Yukon social housing goes smoke free

As of Jan. 1, all social housing in the Yukon is now smoke-free. "We've adopted this policy because, from our standpoint as the landlord, it makes sense," said Yukon Housing Corporation spokesperson Nathalie Ouellet.

As of Jan. 1, all social housing in the Yukon is now smoke-free.

“We’ve adopted this policy because, from our standpoint as the landlord, it makes sense,” said Yukon Housing Corporation spokesperson Nathalie Ouellet.

“It reduces our maintenance costs, because it costs a lot more to repair a unit that’s been smoked in. It also reduces the fire risk, which is very important. And it protects our tenants, contractors and employees in the building from second-hand smoke.”

The policy change was first announced last May. From that point on, all new tenants were no longer allowed to smoke in their homes.

But existing tenants were given a grace period, giving them until the end of the year to get used to going outside for a cigarette.

Yukon Housing sent out a memo reminding these tenants of the change in late November.

There won’t be any checking up on tenants to make sure that everyone’s complying with the new rules, said Ouellet.

“We do have employees going in to do regular maintenance, so if it is obvious that somebody’s smoking then we’ll deal with it then.”

Based on the experiences of other jurisdictions, it’s usually neighbours who make complaints.

And if there are any complaints, it would be treated like any other violation of the lease.

Tenants would receive two written warnings first.

However, if they violate the lease a third time, the lease would be terminated and they’d be booted out of social housing.

Ouellet didn’t know if there had been any complaints or written warnings issued so far.

“From what we know, people have been complying.”

Yukon Housing received a lot of positive feedback about the policy change from tenants who were grateful they’d be able to live in a smoke-free environment.

It also received some negative feedback.

“The complaints that do come in are from smokers who are reluctant to change their habits,” said Ouellet.

“But they can still smoke, they just have to go outside.”

Contact Chris Oke at

chriso@yukon-news.com

Just Posted

Silver rules out HST, layoffs and royalty changes

Yukon’s financial advisory panel has released its final report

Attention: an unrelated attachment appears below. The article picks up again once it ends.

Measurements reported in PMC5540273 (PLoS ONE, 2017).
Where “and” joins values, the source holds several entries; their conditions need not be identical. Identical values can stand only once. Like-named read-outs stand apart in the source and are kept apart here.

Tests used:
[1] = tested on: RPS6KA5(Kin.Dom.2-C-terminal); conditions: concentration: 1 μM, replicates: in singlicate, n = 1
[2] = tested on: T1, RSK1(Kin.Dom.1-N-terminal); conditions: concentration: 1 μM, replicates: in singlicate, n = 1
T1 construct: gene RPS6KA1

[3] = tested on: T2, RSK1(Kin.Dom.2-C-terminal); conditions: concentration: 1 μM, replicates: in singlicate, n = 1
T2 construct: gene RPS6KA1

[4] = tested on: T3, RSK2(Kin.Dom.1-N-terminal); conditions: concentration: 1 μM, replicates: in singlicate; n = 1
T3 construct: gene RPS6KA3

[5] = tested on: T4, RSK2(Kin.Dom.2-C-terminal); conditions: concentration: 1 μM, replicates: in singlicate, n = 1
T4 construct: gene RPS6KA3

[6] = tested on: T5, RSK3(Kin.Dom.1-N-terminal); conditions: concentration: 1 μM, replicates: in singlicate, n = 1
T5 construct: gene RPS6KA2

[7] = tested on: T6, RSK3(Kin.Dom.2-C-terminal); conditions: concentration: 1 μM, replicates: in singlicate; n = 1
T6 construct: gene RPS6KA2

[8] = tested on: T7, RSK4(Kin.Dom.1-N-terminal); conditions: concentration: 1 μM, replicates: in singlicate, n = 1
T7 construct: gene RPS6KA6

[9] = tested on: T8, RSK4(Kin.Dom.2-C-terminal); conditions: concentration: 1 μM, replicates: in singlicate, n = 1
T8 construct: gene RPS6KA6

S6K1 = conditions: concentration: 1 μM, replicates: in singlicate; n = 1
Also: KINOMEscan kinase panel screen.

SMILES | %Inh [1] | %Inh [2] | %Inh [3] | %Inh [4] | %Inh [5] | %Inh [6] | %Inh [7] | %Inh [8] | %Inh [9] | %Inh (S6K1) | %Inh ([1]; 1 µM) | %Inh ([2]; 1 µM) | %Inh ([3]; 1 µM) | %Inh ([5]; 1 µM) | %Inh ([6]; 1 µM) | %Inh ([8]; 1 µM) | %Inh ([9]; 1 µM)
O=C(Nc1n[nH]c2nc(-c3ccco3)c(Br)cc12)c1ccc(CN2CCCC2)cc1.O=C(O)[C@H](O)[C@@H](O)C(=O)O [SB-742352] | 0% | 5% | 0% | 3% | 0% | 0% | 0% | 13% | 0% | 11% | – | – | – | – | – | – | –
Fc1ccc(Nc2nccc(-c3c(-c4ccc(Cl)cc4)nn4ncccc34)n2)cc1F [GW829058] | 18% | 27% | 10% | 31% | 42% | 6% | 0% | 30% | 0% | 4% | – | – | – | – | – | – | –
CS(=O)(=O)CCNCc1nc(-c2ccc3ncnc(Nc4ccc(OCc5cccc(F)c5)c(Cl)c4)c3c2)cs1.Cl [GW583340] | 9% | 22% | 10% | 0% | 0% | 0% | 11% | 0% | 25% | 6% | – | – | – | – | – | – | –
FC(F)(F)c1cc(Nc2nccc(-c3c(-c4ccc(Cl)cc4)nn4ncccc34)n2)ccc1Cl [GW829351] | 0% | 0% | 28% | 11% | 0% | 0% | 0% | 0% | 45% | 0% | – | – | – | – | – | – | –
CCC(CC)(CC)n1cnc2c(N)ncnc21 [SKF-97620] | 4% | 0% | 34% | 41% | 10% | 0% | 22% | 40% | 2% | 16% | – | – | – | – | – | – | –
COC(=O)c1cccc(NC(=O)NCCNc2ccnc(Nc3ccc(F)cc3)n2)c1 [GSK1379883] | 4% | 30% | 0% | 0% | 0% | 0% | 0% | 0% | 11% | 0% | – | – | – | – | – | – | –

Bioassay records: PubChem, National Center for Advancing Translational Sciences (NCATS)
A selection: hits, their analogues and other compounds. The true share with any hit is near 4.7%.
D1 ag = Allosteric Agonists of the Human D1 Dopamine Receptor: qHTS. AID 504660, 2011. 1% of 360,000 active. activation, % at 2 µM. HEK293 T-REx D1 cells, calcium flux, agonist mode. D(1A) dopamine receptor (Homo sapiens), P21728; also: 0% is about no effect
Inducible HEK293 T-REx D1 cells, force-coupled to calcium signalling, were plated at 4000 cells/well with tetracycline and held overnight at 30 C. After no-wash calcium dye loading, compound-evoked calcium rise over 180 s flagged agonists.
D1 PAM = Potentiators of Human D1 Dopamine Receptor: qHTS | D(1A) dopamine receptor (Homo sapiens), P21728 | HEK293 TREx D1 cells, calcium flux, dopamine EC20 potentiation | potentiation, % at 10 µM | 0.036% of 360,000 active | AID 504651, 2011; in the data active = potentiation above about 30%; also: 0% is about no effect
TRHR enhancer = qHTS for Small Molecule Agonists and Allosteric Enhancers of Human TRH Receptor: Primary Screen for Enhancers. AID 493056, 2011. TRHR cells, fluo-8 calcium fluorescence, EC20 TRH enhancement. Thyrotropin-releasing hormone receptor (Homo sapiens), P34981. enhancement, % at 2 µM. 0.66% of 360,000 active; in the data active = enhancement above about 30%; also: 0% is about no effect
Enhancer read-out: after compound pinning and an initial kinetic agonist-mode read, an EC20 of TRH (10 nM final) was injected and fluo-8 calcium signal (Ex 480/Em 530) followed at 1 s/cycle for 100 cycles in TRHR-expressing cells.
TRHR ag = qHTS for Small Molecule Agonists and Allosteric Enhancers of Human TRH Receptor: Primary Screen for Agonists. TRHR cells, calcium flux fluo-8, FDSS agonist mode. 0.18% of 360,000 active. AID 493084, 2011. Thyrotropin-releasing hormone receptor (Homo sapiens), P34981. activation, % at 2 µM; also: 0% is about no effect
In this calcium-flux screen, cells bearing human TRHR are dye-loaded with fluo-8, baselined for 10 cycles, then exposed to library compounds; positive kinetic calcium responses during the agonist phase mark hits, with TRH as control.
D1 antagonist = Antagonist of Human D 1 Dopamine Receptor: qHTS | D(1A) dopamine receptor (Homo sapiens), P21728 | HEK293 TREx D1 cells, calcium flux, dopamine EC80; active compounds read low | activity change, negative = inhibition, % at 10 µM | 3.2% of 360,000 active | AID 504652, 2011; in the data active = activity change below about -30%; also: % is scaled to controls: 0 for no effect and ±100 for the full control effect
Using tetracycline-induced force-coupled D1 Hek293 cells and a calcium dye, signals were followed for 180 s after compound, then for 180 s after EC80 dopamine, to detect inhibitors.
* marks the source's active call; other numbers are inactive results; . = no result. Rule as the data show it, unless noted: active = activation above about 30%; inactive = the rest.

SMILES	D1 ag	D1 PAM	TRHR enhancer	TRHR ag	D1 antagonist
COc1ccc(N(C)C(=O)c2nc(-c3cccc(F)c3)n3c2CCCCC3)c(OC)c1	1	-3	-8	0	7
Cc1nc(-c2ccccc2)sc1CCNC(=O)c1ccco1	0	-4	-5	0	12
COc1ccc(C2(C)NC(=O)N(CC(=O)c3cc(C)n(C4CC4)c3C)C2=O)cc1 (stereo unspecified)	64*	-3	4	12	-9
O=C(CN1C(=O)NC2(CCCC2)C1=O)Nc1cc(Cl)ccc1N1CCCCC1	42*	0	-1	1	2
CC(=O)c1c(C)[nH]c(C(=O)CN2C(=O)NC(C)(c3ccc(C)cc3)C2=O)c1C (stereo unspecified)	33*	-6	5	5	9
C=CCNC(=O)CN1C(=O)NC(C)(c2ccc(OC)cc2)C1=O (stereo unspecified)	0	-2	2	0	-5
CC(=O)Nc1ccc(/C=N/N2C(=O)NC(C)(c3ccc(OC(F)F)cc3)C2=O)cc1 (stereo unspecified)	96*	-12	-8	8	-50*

City of Whitehorse budgets $30M for infrastructure over four years

‘I think we’re concentrating on the most important things’

Yukon community liaison for MMIWG inquiry fired

Melissa Carlick, the Whitehorse-based community liaison officer for the national Missing and… Continue reading

Yukon man holds no grudge after being attacked by bison

‘The poor guy was only trying to fend off someone who he knew was trying to kill him’

Straight and true: the story of the Yukon colours

Michael Gates | History Hunter Last week, I participated in the 150th… Continue reading

Get ready to tumble: Whitehorse’s Polarettes to flip out at fundraiser

‘There’s a mandatory five-minute break at the end, just so people don’t fall over’

Alaska’s governor goes to China

There are very different rules for resource projects depending on which side of the border you’re on

Yukon survey shows broad support for legal pot

But there’s no consensus on retail and distribution models

Yukon government releases survey on the territory’s liquor laws

Changes could include allowing sale of booze in grocery stores

Get family consent before moving patients to other hospitals: NDP critic

‘Where is the respect and where is the dignity?’

Bill C-17 passes third reading in House of Commons

The bill, which will repeal controversial amendments made to YESAA by Bill S-6, will now go to Senate

White Pass and Yukon Route musical chugs on without director

The cast and crew of Stonecliff are pushing forward without Conrad Boyce, who went on medical leave

Most Read